Tue October 28, 2014

The Many, Many Secret Lives Of Teachers

Originally published on Thu November 20, 2014 9:29 am

Erin Pruckno, a preschool teacher in Washington, D.C. (clockwise from top left); Mei-Ling Uliasz, a second-grade teacher in Danbury, Conn.; Elizabeth Metzger, right, an educator in south Florida, with a friend at a football game; and Mathias "Spider" Schergen, who teaches at Jenner Elementary Academy of the Arts in Chicago.
Elissa Nadworny NPR (left column) and Courtesy of Mei-Ling Uliasz and Elizabeth "Biz" Metzger

Since we launched our project last week, we've heard from hundreds of you on Twitter, in email and on Facebook. And the responses are still coming in.

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Mon October 27, 2014

Making Jewelry From Buttons And Bottle Caps

Originally published on Thu November 20, 2014 1:22 pm

Doll's-eye necklace pendant
Courtesy of Mei-Ling Uliasz

The NPR Ed team is discovering what teachers do when they're not teaching. Artist? Carpenter? Quidditch player? Explore our Secret Lives of Teachers series.

When she's not teaching second-graders in Connecticut, Mei-Ling Uliasz turns bottle caps and little tin cars and brass protractors and other found objects into whimsical "upcycled" jewelry.

Tell us about your secret life.

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Sun October 26, 2014

A New Orleans Family's Lives Changed In An Instant

Originally published on Sun October 26, 2014 2:38 pm

Five-year-old Kyle Romain sits on the lap of his grandmother, Barbara Romain, at a football game. Kyle lost his sight when he was hit by a stray bullet two months ago.
Eric Westervelt/NPR

NPR Ed is reporting this year on the extraordinary changes in the New Orleans schools.

I was in New Orleans to report on how the city's nearly all-charter school system is handling children with disabilities and special needs.

An old friend, a veteran New Orleans reporter, told me about a family — a mother and her two youngest sons — who'd been badly wounded in a drive-by shooting just days into the new school year.

I met up with Alanna Romain at a recreation league football game at City Park. She has five children. Her oldest boy plays football.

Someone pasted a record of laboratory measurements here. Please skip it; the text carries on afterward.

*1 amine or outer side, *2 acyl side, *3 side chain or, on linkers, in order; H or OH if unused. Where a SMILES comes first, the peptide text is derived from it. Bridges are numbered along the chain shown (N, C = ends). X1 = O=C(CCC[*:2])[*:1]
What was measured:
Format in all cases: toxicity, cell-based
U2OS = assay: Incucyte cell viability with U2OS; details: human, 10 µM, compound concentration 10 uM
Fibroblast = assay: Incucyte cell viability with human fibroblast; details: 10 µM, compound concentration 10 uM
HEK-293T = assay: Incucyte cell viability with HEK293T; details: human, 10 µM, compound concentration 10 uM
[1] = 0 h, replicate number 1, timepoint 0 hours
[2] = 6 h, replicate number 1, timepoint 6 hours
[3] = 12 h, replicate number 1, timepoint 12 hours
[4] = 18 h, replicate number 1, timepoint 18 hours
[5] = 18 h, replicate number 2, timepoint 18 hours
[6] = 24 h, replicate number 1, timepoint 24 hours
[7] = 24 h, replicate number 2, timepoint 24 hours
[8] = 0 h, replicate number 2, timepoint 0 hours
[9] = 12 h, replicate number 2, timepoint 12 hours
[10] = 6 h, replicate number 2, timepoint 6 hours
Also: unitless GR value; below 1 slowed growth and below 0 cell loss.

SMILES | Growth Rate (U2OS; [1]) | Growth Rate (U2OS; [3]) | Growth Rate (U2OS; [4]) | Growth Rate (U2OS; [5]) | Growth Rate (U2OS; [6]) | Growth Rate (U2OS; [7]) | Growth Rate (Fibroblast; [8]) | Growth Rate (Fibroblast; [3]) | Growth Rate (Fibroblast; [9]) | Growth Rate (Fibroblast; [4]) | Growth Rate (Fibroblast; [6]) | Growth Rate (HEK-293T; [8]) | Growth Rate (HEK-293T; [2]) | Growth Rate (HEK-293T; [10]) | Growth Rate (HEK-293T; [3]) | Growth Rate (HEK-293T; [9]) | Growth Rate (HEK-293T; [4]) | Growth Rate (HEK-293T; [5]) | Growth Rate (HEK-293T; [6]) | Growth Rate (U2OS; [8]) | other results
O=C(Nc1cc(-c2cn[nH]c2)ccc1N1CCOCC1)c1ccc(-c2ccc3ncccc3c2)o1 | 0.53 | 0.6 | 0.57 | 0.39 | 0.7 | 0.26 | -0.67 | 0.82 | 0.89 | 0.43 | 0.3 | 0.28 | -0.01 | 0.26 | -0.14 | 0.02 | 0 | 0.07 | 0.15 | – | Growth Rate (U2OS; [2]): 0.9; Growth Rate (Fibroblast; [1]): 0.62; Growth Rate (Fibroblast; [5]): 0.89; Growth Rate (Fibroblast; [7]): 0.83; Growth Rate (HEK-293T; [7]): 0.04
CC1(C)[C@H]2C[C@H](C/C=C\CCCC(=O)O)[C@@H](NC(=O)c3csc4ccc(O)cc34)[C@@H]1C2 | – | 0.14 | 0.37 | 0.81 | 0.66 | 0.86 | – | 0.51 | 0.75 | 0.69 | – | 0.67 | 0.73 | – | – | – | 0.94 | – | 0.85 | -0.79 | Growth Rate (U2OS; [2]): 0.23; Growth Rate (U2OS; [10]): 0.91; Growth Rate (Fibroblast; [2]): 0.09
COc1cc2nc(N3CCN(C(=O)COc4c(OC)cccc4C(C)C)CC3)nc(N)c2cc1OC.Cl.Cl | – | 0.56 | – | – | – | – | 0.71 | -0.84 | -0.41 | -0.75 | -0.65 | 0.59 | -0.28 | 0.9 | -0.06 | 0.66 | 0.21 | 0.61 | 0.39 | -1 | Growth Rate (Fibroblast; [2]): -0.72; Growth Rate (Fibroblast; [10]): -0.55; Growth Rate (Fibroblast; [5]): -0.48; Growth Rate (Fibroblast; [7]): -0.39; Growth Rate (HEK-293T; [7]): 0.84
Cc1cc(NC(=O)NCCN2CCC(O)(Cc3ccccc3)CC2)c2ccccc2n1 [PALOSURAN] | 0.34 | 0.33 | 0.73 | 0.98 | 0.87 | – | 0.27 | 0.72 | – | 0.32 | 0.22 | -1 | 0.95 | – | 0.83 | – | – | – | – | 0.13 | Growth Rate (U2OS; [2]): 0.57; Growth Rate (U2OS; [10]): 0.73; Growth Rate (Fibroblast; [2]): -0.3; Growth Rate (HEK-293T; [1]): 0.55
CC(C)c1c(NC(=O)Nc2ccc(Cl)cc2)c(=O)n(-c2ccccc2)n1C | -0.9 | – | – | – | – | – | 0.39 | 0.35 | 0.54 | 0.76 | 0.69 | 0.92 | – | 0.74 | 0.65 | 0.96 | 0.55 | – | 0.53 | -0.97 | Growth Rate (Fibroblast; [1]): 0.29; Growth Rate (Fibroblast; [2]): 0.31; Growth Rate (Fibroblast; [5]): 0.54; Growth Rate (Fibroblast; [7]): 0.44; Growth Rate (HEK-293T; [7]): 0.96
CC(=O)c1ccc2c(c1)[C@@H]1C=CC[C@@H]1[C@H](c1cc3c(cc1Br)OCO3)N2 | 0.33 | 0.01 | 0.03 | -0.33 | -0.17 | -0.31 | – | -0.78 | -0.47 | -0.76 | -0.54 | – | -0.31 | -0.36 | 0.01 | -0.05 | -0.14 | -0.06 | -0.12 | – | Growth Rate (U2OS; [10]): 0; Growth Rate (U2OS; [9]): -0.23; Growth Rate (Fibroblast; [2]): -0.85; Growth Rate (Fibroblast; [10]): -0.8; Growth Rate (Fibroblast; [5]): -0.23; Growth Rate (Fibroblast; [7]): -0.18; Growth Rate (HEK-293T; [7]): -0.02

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Fri October 24, 2014

Curiosity: It Helps Us Learn, But Why?

Originally published on Mon October 27, 2014 3:42 pm

The Limbic Reward System lights up when curiosity is piqued.
LA Johnson NPR

How does a sunset work? We love to look at one, but Jolanda Blackwell wanted her eighth-graders to really think about it, to wonder and question.

So Blackwell, who teaches science at Oliver Wendell Holmes Junior High in Davis, Calif., had her students watch a video of a sunset on YouTube as part of a physics lesson on motion.

"I asked them: 'So what's moving? And why?' " Blackwell says. The students had a lot of ideas. Some thought the sun was moving; others, of course, knew that a sunset is the result of the Earth spinning around on its axis.

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Wed October 22, 2014

The Slide Rule: A Computing Device That Put A Man On The Moon

Originally published on Tue October 28, 2014 12:54 pm

LA Johnson NPR

The protractor and the Bunsen burner. Playing the recorder in music class. Drawing arcs and circles with a compass in geometry. These tools of the education trade become part of our lives for a semester or two and then we move on.

Today, NPR Ed begins a new series examining these icons of the classroom. We start off with a device that once was essential to higher-level math, in school and in the workplace, but now has all but disappeared:

The slide rule.

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